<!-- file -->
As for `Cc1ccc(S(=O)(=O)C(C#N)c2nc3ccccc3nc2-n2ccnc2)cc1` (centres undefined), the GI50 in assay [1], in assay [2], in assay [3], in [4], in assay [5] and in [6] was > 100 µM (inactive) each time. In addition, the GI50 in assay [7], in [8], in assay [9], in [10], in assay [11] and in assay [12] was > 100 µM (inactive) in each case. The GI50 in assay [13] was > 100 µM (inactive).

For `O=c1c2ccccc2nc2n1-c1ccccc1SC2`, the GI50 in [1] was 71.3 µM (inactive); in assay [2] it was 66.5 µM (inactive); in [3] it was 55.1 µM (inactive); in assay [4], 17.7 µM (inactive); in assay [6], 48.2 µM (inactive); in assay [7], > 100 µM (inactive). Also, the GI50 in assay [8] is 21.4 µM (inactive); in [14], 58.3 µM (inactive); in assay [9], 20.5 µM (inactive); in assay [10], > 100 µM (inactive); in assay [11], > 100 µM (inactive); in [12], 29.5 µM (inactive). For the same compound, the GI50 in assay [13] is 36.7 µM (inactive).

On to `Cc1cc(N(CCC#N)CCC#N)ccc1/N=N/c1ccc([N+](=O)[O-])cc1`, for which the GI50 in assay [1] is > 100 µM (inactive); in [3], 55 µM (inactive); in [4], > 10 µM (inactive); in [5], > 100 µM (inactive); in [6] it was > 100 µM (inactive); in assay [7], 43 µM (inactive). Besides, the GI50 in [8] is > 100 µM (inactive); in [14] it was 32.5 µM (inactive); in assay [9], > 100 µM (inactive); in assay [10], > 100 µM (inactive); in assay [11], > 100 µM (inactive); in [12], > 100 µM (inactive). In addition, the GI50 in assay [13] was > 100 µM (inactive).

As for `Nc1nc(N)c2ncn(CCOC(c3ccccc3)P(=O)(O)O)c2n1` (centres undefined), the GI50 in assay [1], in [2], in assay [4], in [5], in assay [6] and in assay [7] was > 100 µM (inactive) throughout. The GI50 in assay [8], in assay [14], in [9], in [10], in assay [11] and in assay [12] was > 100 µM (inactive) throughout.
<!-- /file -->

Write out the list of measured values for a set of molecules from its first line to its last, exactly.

As for `Cc1ccc(S(=O)(=O)C(C#N)c2nc3ccccc3nc2-n2ccnc2)cc1` (centres undefined), the GI50 in assay [1], in assay [2], in assay [3], in [4], in assay [5] and in [6] was > 100 µM (inactive) each time. In addition, the GI50 in assay [7], in [8], in assay [9], in [10], in assay [11] and in assay [12] was > 100 µM (inactive) in each case. The GI50 in assay [13] was > 100 µM (inactive).

For `O=c1c2ccccc2nc2n1-c1ccccc1SC2`, the GI50 in [1] was 71.3 µM (inactive); in assay [2] it was 66.5 µM (inactive); in [3] it was 55.1 µM (inactive); in assay [4], 17.7 µM (inactive); in assay [6], 48.2 µM (inactive); in assay [7], > 100 µM (inactive). Also, the GI50 in assay [8] is 21.4 µM (inactive); in [14], 58.3 µM (inactive); in assay [9], 20.5 µM (inactive); in assay [10], > 100 µM (inactive); in assay [11], > 100 µM (inactive); in [12], 29.5 µM (inactive). For the same compound, the GI50 in assay [13] is 36.7 µM (inactive).

On to `Cc1cc(N(CCC#N)CCC#N)ccc1/N=N/c1ccc([N+](=O)[O-])cc1`, for which the GI50 in assay [1] is > 100 µM (inactive); in [3], 55 µM (inactive); in [4], > 10 µM (inactive); in [5], > 100 µM (inactive); in [6] it was > 100 µM (inactive); in assay [7], 43 µM (inactive). Besides, the GI50 in [8] is > 100 µM (inactive); in [14] it was 32.5 µM (inactive); in assay [9], > 100 µM (inactive); in assay [10], > 100 µM (inactive); in assay [11], > 100 µM (inactive); in [12], > 100 µM (inactive). In addition, the GI50 in assay [13] was > 100 µM (inactive).

As for `Nc1nc(N)c2ncn(CCOC(c3ccccc3)P(=O)(O)O)c2n1` (centres undefined), the GI50 in assay [1], in [2], in assay [4], in [5], in assay [6] and in assay [7] was > 100 µM (inactive) throughout. The GI50 in assay [8], in assay [14], in [9], in [10], in assay [11] and in assay [12] was > 100 µM (inactive) throughout.